# Transformer

#### bernardgreen

Just out of interest what was the rating in watt or VA of the transformer ?

In a 60 watt ( or VA ) transformer working on half voltage to feed a 60 watt load the currents in both windings will be double the design current so the heating effect due to resistive impedence in the coils will be 4 times the design value

Watts = V x I

V = R x I

Watts = R x I x I

double the current through a resistance and the wattage increases to 4 times

#### MrTinker

In a 60 watt ( or VA ) transformer working on half voltage to feed a 60 watt load the currents in both windings will be double the design current so the heating effect due to resistive impedence in the coils will be 4 times the design value

Watts = V x I

V = R x I

Watts = R x I x I

double the current through a resistance and the wattage increases to 4 times

It dosen't work like that though.
say with a 2870 ohm resistance.

at 415v
415/2870=0.1446A giving 60.0W

at230v
230/2870=0.0801A giving 18.4W

#### bernardgreen

It dosen't work like that though.
say with a 2870 ohm resistance.

at 415v
415/2870=0.1446A giving 60.0W

at230v
230/2870=0.0801A giving 18.4W

What you are describing is a purely resistive impedance such as a heating element.

The ideal transformer has windings of zero resistive impedance so there is no heating of the wires. The current into the input of the transformer is limited by the reactive ( inductive ) impedence of the primary winding. In an ideal transformer this impedance is infinite at the supply frequency so no curent flows. It is reduced by reactive effects of any current flowing in the secondary.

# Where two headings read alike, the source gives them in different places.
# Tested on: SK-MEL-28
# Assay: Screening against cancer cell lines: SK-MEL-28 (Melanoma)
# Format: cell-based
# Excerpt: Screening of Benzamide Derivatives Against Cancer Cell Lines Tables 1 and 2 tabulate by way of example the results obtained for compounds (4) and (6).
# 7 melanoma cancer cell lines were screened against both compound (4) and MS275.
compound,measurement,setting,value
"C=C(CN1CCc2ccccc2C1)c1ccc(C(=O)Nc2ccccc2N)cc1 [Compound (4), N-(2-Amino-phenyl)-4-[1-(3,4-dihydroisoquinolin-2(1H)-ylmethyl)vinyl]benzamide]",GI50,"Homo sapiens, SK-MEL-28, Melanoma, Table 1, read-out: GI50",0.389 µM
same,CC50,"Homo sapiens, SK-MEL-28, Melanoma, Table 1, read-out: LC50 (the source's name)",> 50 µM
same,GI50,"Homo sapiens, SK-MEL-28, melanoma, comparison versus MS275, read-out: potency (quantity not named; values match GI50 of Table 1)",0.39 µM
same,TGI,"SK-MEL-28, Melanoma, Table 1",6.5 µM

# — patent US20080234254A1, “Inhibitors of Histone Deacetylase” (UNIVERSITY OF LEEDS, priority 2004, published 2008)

#### MrTinker

It dosen't work like that though.
say with a 2870 ohm resistance.

at 415v
415/2870=0.1446A giving 60.0W

at230v
230/2870=0.0801A giving 18.4W

What you are describing is a purely resistive impedance such as a heating element.

.
Granted yes, and I agree completely with your theory of a transformer, however in practice small transformers are very far from ideal, the true answer will be somewhere between our two arguments.

#### bernardgreen

Granted yes, and I agree completely with your theory of a transformer, however in practice small transformers are very far from ideal, the true answer will be somewhere between our two arguments.

The "answer" is a combination of both, the "ideal" transformer with zero resistance windings has no losses due to heating of the windings but as you say most transformers have a design trade off between resistive losses and energy usefully transferred to loads on the outputs.

The theory is very simple. the design of a practical transformer is not so simple.

#### aptsys

You could just stick in a transformer for 12V halogen lamps.

#### DIYnot Local

Staff member

If you need to find a tradesperson to get your job done, please try our local search below, or if you are doing it yourself you can find suppliers local to you.